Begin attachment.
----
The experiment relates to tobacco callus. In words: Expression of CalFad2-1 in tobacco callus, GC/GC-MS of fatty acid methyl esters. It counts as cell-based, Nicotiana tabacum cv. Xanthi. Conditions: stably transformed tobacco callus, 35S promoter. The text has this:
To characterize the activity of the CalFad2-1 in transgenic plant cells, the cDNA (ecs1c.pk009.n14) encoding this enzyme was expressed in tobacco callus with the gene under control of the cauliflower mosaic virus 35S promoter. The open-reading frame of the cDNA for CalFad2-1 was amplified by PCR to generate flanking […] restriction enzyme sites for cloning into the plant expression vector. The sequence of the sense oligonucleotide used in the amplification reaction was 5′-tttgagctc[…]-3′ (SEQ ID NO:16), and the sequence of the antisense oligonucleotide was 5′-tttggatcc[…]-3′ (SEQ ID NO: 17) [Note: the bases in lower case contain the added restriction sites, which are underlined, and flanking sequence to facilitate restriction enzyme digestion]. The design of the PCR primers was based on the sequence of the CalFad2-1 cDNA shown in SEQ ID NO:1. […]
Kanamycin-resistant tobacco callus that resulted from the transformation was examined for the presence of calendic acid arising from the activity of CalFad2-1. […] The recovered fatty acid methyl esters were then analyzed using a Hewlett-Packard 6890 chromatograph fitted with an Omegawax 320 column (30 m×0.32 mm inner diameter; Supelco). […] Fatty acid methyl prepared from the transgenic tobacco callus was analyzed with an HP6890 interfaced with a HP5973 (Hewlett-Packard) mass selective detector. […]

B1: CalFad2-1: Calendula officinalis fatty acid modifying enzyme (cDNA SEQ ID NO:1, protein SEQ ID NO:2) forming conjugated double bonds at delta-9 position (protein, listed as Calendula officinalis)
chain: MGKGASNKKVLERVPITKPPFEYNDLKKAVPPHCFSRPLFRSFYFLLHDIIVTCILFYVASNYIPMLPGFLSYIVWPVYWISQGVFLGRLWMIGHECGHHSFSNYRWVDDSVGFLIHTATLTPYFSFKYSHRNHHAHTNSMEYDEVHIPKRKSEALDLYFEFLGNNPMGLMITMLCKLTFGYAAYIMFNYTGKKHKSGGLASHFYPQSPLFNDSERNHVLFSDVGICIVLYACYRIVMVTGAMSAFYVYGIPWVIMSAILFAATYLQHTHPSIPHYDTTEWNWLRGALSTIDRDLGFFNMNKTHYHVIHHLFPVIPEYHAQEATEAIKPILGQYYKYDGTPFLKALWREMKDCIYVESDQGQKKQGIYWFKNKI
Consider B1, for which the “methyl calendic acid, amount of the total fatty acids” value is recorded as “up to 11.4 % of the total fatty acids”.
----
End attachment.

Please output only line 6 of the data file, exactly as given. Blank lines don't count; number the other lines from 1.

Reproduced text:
Consider B1, for which the “methyl calendic acid, amount of the total fatty acids” value is recorded as “up to 11.4 % of the total fatty acids”.